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[Table 2] shows the distribution of the pain in the three groups during the first one-fourth propofol injection. The numbers of patients with no pain were 10 (33.33%) in Group 1, 28 (93.33%) in Group 2, and 24 (80%) in Group 3. Pain during injection was experienced by twenty (66.67%) patients in Group 1 followed by two (6.67%) and six (20%) patients in Group 2 and 3, respectively. These distributions of pain grades were statistically significant with a statistically F = 20.19 and a P< 0.001.
Table 2: The distribution of pain during propofol injection among the patients in the three groups

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Post hoc analysis using Tukey's test shows the intergroup comparison of pain during propofol injection in the three groups in [Table 3].
Table 3: The intergroup comparison of pain grades in the three groups

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In comparing Group 1 and 2, the number of patients with pain was 20 (66.67%) and 2 (6.67%) in Group 1 and 2, respectively. P value was found to be significant (<0.001).

The comparison of number of patients with pain between Group 1 and 3 was 20 (66.67%) versus 6 (20%), respectively, which was statistically significant (P < 0.001). In comparing Group 2 and 3, there was pain in two (6.67%) patients in Group 2 and six (20%) in Group 3 on injection of propofol with a P= 0.586 which was not significant.

  Discussion Top

Propofol is one of the most widely used IV induction agents, and one of the drawbacks of its use is the pain on injection. The mechanism of the pain is not well understood; propofol is known to irritate the skin, mucous membrane, and venous intima.[11] By an indirect action on the endothelium, it also activates the kallikrein-kinin system, thereby producing venous dilation and hyperpermeability, increasing the contact between propofol and the free nerve endings.[12]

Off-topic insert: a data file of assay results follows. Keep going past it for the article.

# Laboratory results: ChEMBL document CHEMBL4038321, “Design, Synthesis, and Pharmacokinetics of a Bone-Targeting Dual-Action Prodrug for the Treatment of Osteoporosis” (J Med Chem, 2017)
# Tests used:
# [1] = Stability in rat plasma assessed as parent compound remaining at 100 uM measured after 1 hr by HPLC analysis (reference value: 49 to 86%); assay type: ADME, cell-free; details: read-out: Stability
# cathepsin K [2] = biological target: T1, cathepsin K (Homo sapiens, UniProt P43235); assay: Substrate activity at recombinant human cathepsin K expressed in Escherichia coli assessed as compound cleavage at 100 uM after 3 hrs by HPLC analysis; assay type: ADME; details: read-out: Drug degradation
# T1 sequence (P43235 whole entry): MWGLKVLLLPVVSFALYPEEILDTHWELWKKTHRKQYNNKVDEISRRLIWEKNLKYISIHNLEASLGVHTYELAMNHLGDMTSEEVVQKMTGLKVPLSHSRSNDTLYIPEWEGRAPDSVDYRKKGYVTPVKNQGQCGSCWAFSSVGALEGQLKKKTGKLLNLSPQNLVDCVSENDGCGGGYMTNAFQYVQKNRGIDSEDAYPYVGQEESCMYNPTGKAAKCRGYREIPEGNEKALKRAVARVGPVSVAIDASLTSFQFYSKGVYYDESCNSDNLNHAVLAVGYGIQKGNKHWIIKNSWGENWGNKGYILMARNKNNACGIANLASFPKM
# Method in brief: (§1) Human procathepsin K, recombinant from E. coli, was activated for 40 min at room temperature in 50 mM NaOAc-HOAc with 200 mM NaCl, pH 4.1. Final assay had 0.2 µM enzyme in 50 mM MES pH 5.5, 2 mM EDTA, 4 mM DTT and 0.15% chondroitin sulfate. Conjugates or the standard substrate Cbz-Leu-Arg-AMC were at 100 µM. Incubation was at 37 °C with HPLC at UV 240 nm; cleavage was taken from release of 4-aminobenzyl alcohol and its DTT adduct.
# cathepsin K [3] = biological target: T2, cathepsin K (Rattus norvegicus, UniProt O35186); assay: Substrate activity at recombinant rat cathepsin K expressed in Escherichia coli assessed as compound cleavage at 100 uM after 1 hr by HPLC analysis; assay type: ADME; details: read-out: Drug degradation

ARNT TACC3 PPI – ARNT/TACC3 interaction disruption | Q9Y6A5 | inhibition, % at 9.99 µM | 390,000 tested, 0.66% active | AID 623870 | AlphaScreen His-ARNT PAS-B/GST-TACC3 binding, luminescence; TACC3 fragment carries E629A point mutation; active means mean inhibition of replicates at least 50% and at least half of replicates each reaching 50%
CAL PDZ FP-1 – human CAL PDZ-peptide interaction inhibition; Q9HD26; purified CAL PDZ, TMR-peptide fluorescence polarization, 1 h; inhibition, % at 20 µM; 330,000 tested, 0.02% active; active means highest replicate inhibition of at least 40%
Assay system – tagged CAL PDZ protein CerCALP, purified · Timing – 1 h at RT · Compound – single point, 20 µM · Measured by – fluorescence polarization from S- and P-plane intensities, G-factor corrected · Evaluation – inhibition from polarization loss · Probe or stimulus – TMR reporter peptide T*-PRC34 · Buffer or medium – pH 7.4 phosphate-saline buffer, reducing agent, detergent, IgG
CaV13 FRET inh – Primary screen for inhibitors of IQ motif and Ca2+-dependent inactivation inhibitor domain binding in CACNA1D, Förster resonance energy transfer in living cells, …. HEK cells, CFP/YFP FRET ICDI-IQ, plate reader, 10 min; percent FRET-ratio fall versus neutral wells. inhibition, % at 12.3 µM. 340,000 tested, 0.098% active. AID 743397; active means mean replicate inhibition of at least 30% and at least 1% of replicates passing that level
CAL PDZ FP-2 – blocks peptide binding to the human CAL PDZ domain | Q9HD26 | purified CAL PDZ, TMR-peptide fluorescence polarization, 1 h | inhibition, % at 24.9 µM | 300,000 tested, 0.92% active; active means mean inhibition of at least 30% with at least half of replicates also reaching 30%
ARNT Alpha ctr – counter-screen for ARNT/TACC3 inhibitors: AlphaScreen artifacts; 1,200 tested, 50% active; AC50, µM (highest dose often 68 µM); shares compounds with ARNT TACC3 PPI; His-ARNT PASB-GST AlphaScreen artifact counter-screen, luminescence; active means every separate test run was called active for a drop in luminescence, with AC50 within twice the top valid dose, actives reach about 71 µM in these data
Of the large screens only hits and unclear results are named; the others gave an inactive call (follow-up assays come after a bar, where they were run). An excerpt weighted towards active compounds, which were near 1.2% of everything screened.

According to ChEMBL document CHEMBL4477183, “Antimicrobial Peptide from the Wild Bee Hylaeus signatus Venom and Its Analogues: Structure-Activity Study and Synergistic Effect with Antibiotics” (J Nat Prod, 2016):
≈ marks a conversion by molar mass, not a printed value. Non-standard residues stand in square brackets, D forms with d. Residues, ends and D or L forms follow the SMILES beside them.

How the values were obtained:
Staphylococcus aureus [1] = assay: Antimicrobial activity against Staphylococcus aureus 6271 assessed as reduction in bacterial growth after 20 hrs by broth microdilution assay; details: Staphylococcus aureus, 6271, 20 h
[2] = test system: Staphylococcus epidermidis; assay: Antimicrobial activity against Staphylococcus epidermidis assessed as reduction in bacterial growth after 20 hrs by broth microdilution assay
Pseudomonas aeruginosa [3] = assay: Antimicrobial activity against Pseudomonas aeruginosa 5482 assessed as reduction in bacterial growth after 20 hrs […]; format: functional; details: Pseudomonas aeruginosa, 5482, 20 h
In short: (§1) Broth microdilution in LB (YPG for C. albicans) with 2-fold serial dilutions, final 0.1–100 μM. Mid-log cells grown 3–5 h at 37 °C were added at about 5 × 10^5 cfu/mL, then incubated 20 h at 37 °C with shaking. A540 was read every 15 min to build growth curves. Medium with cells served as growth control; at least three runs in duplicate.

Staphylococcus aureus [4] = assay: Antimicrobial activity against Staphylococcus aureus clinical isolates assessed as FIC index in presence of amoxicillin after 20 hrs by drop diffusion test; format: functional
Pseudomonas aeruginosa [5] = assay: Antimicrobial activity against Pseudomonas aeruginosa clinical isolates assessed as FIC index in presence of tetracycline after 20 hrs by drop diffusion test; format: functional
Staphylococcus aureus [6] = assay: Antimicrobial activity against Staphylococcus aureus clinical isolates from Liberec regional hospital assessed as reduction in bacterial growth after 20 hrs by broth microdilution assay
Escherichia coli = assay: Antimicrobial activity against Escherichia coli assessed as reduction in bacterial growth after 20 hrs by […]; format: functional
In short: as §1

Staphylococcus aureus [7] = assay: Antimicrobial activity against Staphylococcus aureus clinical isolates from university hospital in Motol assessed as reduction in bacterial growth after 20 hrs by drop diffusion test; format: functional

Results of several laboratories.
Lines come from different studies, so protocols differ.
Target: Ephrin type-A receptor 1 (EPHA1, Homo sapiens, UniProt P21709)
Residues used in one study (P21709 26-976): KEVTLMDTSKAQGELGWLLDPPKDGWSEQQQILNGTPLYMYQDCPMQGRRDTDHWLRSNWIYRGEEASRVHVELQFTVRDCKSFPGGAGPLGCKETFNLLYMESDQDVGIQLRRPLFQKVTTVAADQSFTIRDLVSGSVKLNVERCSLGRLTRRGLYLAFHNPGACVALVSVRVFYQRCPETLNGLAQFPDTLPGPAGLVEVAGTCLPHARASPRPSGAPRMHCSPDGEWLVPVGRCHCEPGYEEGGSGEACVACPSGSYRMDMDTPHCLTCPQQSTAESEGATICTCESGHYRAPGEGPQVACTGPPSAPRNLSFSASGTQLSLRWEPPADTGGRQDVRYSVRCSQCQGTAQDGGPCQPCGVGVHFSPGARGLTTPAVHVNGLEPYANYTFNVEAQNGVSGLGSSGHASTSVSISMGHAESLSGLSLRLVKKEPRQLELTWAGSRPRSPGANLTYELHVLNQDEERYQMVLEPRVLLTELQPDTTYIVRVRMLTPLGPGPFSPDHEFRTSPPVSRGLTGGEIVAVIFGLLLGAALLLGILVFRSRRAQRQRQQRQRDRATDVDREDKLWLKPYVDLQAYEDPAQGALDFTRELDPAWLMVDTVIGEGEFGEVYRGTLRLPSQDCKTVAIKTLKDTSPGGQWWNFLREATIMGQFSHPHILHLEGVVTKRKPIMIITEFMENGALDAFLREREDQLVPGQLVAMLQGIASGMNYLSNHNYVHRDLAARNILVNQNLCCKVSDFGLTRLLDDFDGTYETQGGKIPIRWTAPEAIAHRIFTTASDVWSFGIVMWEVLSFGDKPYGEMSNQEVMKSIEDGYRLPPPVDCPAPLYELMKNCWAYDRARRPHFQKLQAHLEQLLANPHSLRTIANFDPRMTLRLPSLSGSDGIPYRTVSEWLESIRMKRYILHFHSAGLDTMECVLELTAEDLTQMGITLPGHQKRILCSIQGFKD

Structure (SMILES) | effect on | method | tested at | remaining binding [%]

In our study, the number of patients who experience pain on IV injection of propofol was 66.67% in the normal saline group as compared to 6.67% and 20% in the lidocaine and acetaminophen groups, respectively.

Lidocaine can be used as a pretreatment to alleviate propofol injection pain by acting as a local anesthetic. In our study, the incidence of pain of propofol injection on lidocaine group was 6.67% which is almost comparable with the work done by workers like Canbay et al.[7] who reported it to be 8%. Using a tourniquet allowed more contact time between lidocaine and the peripheral nerve endings thereby reducing the pain of propofol injection. Propofol activation of the kallikrein-kinin system and subsequent release of bradykinin was also reduced by the prior administration of lidocaine. Similar studies were conducted by Sasaki et al.[13] and Mangar and Holak [14] and they noted that there was increased analgesic effect of pre-injected lidocaine when a tourniquet was used concomitantly.

In another study conducted by Khouadja et al.,[15] the incidence of pain of propofol on lidocaine group was reported as 21.7% which is different from our study (6.67%). This could be due to the difference in sample size (150 vs. 90) and injection time (20 s vs. 5 s).

In our study, the incidence of pain during IV injection of propofol was 20% in the acetaminophen group which is almost comparable to the study conducted by Canbay et al.[7] of 22%. However, the authors used 50 mg of acetaminophen. Although the exact mechanism of action of acetaminophen analgesia is not clear, but recently it has been demonstrated that its acts peripherally by blocking impulse generation within the bradykinin sensitive chemoreceptors.[9]

In another study conducted by Khouadja et al.,[15] they found that the incidence of pain on injection of propofol in acetaminophen groups was 36% which is different from our study (20%). This could be due to different in the sample size and duration of injection.